Beyoncé’s new movie-album, Lemonade, has generated a lot of internet discussion thanks to its thoughtful, dense, and brave artistry and/or passing reference to a possible hook-up. With all of the virtual noise around this album, I have picked out a handful of headlines and articles for commendation as especially dense.
Ah Complex Magazine, with your sheen of respectability. You have won the prize for not only the least thoughtful article, but the most offensive headline -and I don’t even mean your alarming use of all caps.
Yes, Complex. When a woman creates a multi-faceted and ambitious work of art, you should absolutely try within the span of a few short non-paragraphs to dismiss its value as many times as possible. You should deny her artistic abilities or intentions and shift the discussion to her husband and baby. Jay Z’s involvement in Lemonade seems to be the latest dumb theme in many articles on the album today. The reverse has never happened: she has gotten no credit for his work.
According to Complex, Beyoncé is just manipulating gossip to sell records. Someone like Kanye West makes a personal artistic statement with every word or shoe, but Beyoncé is merely a “calculating” performer, guided by her Svengali husband. Yes, it just makes sense that Jay Z would ask his wife to portray him as a thoughtless monster to sell more albums. I imagine the two of them, laughing while scheming over how well the angry Somali-British revenge poetry that Beyoncé quotes would play on the radio.
Another hour, another think piece around who is racially permitted to enjoy or talk about Lemonade. Here, we have a writer who desperately wants African-American women to know that she gets it. She gets that… she doesn’t get it! She goes on and on about how she doesn’t get it, how most of us don’t get it, and how we should listen to black women more. Is this what “listening more, talking less” is supposed to look like?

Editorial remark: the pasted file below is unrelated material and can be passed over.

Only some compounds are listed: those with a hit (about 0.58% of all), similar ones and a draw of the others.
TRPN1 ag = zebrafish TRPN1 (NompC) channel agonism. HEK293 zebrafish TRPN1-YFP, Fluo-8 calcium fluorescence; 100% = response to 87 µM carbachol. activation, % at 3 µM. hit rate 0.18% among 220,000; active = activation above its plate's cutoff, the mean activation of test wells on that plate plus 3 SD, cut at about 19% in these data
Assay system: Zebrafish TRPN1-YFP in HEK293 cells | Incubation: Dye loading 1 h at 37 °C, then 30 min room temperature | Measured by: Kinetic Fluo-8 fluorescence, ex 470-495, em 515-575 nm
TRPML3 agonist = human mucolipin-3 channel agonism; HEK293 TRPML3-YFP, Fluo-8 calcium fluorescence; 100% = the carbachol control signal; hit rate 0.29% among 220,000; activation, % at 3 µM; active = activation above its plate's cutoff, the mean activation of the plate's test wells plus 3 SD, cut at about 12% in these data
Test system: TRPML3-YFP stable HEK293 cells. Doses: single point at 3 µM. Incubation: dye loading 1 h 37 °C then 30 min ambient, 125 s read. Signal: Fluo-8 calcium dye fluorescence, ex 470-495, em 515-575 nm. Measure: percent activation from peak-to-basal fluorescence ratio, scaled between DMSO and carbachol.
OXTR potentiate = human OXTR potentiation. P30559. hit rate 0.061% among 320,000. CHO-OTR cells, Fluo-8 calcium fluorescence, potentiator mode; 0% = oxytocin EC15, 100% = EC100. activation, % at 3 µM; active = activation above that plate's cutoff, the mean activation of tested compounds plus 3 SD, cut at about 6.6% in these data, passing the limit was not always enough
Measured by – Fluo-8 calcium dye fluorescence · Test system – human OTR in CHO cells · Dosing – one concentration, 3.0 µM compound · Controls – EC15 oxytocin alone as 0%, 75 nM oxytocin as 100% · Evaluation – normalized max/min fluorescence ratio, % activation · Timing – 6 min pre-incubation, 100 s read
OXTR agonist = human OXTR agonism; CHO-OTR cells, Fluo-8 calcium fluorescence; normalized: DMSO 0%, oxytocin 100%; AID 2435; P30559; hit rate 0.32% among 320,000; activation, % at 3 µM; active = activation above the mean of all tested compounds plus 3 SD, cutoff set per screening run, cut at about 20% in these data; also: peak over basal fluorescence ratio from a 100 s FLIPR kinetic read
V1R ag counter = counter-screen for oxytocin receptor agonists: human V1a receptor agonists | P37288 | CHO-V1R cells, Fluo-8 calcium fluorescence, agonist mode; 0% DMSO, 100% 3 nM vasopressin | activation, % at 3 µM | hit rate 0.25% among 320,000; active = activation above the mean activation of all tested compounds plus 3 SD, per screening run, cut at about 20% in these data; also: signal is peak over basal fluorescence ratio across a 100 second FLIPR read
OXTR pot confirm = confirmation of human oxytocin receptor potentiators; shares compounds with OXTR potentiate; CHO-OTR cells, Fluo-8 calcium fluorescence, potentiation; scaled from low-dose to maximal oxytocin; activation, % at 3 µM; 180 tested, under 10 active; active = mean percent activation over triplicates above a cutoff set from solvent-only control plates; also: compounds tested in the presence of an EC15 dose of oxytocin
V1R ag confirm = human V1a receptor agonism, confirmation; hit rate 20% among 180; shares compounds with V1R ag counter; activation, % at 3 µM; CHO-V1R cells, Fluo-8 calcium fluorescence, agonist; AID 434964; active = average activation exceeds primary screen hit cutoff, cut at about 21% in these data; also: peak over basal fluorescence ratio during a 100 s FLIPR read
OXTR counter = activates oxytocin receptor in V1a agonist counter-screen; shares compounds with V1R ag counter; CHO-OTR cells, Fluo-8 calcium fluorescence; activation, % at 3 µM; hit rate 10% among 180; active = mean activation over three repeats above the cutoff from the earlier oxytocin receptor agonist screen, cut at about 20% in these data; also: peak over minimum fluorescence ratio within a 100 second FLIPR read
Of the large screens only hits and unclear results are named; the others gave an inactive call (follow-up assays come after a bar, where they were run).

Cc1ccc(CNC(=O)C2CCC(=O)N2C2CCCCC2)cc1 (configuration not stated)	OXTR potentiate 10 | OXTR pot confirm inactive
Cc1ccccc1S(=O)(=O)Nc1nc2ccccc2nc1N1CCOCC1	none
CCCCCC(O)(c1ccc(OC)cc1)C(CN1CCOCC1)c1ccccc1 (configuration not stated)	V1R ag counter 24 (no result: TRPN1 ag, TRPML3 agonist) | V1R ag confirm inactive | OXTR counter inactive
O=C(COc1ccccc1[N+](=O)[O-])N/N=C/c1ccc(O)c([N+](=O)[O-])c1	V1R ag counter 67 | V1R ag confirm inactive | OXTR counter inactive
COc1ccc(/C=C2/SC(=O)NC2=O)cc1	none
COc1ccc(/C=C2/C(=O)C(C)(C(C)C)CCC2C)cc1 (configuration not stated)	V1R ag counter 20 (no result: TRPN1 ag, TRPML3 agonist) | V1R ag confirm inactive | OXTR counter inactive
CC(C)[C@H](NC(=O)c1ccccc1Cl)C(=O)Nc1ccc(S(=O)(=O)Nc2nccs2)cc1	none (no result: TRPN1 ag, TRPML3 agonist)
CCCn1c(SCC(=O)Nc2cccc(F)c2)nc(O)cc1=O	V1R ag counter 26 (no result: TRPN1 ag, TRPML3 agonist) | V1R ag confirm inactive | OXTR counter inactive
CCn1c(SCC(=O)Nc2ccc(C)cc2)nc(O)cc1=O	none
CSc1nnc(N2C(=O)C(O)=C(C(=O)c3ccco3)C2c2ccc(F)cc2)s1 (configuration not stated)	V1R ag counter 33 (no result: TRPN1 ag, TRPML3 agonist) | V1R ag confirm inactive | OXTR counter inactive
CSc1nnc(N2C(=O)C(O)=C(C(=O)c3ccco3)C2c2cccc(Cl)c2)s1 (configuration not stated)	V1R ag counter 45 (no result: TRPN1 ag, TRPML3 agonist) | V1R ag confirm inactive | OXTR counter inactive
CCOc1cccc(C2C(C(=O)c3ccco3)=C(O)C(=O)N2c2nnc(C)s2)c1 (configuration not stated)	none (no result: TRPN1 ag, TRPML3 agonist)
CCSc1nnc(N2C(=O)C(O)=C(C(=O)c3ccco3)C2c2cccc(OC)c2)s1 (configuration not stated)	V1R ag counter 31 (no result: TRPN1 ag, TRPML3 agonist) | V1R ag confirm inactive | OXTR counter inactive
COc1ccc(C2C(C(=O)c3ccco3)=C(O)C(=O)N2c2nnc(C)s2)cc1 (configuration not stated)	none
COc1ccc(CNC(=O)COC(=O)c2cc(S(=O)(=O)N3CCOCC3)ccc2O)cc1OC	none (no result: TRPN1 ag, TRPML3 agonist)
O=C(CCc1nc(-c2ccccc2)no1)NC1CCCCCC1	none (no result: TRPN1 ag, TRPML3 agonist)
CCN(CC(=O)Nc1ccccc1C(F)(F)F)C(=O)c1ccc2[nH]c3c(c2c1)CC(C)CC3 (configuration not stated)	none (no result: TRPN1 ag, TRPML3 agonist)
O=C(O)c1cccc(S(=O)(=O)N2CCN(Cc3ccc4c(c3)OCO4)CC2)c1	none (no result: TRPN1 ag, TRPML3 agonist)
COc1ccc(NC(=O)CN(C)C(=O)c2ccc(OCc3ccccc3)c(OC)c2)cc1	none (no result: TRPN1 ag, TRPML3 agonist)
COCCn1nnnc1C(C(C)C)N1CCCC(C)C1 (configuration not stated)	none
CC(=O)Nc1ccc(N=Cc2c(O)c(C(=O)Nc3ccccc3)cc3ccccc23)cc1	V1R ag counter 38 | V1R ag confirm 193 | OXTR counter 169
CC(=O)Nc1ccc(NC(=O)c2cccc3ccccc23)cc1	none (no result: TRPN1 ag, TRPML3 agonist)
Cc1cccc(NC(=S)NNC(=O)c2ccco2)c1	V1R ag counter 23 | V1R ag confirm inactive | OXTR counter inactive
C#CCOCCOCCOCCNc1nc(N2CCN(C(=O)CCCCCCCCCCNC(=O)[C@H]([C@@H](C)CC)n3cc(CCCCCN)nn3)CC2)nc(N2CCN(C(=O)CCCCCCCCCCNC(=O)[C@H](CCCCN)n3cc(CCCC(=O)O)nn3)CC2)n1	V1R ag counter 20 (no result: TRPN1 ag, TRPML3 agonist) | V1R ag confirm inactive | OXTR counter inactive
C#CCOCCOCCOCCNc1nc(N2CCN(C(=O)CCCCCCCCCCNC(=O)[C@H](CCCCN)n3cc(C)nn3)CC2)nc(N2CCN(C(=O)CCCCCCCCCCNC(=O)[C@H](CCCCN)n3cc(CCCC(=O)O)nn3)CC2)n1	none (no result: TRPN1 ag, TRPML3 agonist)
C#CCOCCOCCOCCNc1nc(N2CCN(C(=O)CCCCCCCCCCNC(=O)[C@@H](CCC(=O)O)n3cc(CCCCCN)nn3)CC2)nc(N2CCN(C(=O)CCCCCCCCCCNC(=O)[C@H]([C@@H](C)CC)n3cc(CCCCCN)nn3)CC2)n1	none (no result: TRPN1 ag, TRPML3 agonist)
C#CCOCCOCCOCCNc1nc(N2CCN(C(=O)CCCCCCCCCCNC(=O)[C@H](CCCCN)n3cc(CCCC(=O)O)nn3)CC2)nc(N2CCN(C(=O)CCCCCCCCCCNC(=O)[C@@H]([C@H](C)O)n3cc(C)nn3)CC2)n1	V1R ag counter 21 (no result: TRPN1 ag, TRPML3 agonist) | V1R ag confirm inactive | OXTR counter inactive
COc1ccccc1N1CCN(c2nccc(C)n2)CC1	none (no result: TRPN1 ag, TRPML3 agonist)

I’m not saying I’m not interested in what black women have to say about Lemonade! I want to read that all day. But when is the last time the topic of who can understand music came up for Coldplay? (“Let’s hear from the emo white men. Everyone else, shhh.”)
“As a Singaporean Chinese woman, I would be lying if I said I was familiar with the complex, myriad ways Beyoncé explores black female personhood, sexuality, and spirituality in the film,” she writes. Maybe read some more about the black experience, and you will be more familiar.
“White people in particular have been confused about how to react to such a masterfully crafted piece of art.” Speak for yourself. You sound “in particular” confused. I felt a lot of things watching Lemonade, including wanting to die and regret over previous anti-Beyoncé tweets. I didn’t feel confused.
Based on the writer’s premise, Beyoncé should not give her opinions on Bob Dylan or Coldplay (my stand in for white music, I guess), and I should stop pretending I understand Shakespeare or Toni Morrison, stop crying when I watch Nashville, and only really connect with works created by other agnostic Jewish American adult women. Nothing else has been “made for me.” I sure hope Shiri Appleby makes more TV shows.
It’s almost like the writer didn’t really watch Lemonade, in a human-feeling kind of way. Doesn’t every work, by every person, deserve that?
First of all, I thought Lemonade wasn’t a break-up album because Beyoncé and Jay Z stay together in the end. Did anyone actually watch this thing?